Q:random variable that follows binomial distribution

Schweser Questionbank ID- #1479 Which of the following could be the set of all possible outcomes for a random variable that follows a binomial distribution? A) (-1, 0, 1). B) (0, 0.5, 1, 1.5, 2, 2.5, 3). C) (0, 1, 2, 3, 4, 5, 6, 7, 8, 9, 10, 11). D) (1, 2). The correct answer was C) (0, 1, 2, 3, 4, 5, 6, 7, 8, 9, 10, 11). This reflects a basic property of binomial outcomes. They take on whole number values that must start at zero up to the upper limit n. The upper limit in this case is 11. This question tested from Session 3, Reading 9, LOS d, (Part 2) anyone can explain this?

I am too not able to understand this. I remember doing it wrong too.

The binomial distribution is a probablillity distribution of number of successes for a given number of trials. Each trial can either result in failure (value=0) or success (value =1). You can think of it as a coin toss, each time you toss the coin you can either win (1) or loss (0). If you were to list possible outcomes it would then always be greater then 0. (you can’t win -1 coin tosses!) And the number have to descrete, ie you can’t win 1.5 coin tosses. The distribution must always start at zero. This makes sense as if you were listing all the possible outcome that could happen. The least number of wins will always be zero. C is the only answer that does not brake any of these “rules”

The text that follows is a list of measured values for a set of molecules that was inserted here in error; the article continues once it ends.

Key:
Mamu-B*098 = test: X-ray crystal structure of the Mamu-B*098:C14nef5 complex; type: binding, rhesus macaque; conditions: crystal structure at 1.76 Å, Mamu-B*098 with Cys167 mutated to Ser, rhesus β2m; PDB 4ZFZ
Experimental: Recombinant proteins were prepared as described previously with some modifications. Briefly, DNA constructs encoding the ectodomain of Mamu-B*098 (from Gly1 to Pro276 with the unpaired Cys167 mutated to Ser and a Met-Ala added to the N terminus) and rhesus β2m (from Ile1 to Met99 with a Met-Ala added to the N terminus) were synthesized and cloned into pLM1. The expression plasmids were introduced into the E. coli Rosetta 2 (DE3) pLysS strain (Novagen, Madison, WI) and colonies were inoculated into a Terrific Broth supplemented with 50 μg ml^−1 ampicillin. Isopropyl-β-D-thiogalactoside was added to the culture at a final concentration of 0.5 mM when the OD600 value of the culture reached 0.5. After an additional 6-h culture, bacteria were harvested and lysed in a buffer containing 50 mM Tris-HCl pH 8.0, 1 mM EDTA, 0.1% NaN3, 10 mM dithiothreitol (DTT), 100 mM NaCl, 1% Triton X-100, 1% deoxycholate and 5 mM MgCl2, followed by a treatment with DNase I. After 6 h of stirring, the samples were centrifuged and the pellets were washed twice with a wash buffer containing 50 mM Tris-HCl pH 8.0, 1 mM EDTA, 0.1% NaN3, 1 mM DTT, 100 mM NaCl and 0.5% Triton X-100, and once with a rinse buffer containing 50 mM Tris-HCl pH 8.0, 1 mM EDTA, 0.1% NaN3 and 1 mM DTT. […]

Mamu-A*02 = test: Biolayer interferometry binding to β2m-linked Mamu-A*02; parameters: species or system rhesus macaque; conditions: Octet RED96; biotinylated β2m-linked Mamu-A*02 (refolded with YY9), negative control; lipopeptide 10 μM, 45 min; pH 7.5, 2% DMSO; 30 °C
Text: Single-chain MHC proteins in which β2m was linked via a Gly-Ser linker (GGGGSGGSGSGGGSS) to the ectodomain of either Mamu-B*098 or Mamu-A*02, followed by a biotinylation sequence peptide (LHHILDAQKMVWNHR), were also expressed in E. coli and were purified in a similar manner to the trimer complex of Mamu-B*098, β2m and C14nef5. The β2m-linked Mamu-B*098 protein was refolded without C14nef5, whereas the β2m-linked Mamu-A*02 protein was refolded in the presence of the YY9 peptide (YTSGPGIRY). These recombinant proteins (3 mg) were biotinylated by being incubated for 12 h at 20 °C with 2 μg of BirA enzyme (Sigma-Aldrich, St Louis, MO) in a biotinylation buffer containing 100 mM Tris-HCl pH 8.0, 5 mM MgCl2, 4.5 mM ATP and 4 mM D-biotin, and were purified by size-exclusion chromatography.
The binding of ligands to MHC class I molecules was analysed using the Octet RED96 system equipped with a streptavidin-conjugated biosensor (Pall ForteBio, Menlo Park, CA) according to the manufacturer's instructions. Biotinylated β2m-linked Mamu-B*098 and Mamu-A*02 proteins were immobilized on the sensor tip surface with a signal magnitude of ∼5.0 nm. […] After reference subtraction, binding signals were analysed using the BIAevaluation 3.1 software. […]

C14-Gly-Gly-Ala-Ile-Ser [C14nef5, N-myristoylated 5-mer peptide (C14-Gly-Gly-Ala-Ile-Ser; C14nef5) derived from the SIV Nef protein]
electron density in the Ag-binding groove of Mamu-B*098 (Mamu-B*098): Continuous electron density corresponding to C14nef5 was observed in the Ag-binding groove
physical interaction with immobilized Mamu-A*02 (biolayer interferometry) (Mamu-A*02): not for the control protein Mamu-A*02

I see, it is asking all possible outcomes for a binomial distribution random variable . like toss coin 11 times, you may get 0 time tail, or 1, or 2…or 11 times. tks!

Yes. This question is horribly worded. Keyword is distribution.

thw q’s wording is horrible.

but the logic makes sense. thanks dude.